The year of the locust


By Roger Wolfe - Outdoors Columnist



Periodical Cicadas are creepy enough with their red eyes, but when they emerge from the ground in numbers reaching into the millions it can be a scene straight from a horror film for your neighborhood or the ringing of the dinner bell for local wildlife.


Well, they’re not really locusts, they are actually cicadas. Magicicada to be exact. The famed 17-year variety are making their presence known this year if you are in the right spot.

If you venture north of Interstate 64 in West Virginia you have no doubt run into them literally. A recent quick trip up Interstate 79 left quite an impression of the little buggers all over my windshield.

There are several different varieties of cicadas from the periodical ones that have shown up in mass this year (17 years variety) there are 13-year cicadas, and annual cicadas. The annual cicadas go relatively unnoticed each year only seeing one here and there.

The periodicals, however, make a much more dramatic entrance usually emerging in the thousands and looking like a great swarm upon the land. This is, also, most likely what has earned them the moniker of the locust in recognition of the plague of locusts in historical and biblical accounts.

Cicadas are actually quite different from a locust which looks more like a grasshopper. Unlike locusts, cicadas don’t eat vegetation from plants or trees, nor do they strip the land of every leaf or stem as locusts have been known to do.

Female cicadas can cause some damage when laying their eggs or feeding on sap from the trees. Cicadas cut small slits in the bark to lay eggs, or to feed, sometimes causing the tips of the limbs to turn brown. This is known as flagging. While unsightly, it does cause serious harm or pose a risk to mature trees.

Once the eggs have been laid and the larva of the cicada hatch they will climb down the tree to the ground where they will live until it is time for them to emerge at the next periodic interval. Some believe that the cicadas lay dormant underground, but they are quite active living and growing for years.

Each time the cicadas arrive in mass it is a bountiful time for all manner of wildlife. The hordes of loud and creepy bugs that give many folks nightmares are truly a welcome site to many in the areas they inundate.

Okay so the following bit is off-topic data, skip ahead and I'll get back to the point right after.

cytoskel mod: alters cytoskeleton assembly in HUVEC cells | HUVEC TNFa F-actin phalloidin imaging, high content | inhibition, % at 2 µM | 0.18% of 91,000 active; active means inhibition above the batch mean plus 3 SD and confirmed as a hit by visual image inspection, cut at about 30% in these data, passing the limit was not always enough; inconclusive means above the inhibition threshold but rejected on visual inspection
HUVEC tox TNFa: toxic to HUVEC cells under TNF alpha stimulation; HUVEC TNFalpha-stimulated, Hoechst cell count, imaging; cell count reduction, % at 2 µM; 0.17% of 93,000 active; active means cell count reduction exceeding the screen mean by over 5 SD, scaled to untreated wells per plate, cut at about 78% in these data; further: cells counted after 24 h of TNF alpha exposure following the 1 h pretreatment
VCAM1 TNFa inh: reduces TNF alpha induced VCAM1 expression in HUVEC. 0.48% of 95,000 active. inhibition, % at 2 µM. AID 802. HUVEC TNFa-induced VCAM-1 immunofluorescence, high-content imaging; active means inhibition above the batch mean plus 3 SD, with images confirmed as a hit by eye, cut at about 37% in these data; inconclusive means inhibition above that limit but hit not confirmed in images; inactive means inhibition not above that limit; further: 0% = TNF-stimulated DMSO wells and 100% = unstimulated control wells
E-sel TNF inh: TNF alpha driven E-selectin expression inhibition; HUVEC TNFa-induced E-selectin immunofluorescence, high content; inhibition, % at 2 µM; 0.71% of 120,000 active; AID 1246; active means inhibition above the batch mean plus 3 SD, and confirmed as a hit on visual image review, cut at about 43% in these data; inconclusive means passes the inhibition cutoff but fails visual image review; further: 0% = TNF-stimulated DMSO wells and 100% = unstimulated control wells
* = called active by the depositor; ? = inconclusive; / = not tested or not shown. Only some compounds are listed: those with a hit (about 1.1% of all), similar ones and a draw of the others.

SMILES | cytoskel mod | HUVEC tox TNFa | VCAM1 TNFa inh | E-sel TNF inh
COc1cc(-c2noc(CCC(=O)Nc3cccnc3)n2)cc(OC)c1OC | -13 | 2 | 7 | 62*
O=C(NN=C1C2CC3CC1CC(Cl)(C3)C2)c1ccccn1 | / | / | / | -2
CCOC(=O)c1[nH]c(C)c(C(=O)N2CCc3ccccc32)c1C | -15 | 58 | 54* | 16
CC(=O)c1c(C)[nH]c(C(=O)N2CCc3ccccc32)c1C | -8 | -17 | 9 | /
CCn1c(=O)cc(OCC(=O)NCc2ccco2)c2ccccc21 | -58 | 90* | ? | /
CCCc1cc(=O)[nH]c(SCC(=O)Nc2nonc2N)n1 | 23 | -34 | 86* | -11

Almost every critter around likes to eat the crunchy crawlers when they show up out of there earthen hideout. Everything from the family dog to wild turkeys feast on the swarm of buzzing cicadas. Even fish like them. Many fishermen will tell you that there isn’t a better bait to be had.

Just another wonder Mother Nature shows off from time to time. When the years are right and the buzzing hordes arrive, the numbers can pass the million mark and make it into the billions of bugs crawling everywhere it seems. It truly can be an unnerving site, but a magnificent one if you stop to think about it.

We may see them as a nuisance as they bounce off our car windows and crawl all over everything, even flying into our houses and sometimes even getting caught in our hair. Just as many other things, one man’s trash is another man’s treasure, in this case what literally BUGS us, delights everything wild as a feast for the ages.

So if you happen to get caught up in the swarm, try not to fret too much. They won’t be here for long and their reign of terror for this year should just about be done. If you do happen to find yourself in the midst of a field full of cicadas, rumor has it that you can actually gather up a bunch of them and throw them in the freezer and have some great fish bait for the rest of the summer.

Periodical Cicadas are creepy enough with their red eyes, but when they emerge from the ground in numbers reaching into the millions it can be a scene straight from a horror film for your neighborhood or the ringing of the dinner bell for local wildlife.
http://loganbanner.com/wp-content/uploads/2016/06/web1_2016-Cicada-CMYK.jpgPeriodical Cicadas are creepy enough with their red eyes, but when they emerge from the ground in numbers reaching into the millions it can be a scene straight from a horror film for your neighborhood or the ringing of the dinner bell for local wildlife.

By Roger Wolfe

Outdoors Columnist

comments powered by Disqus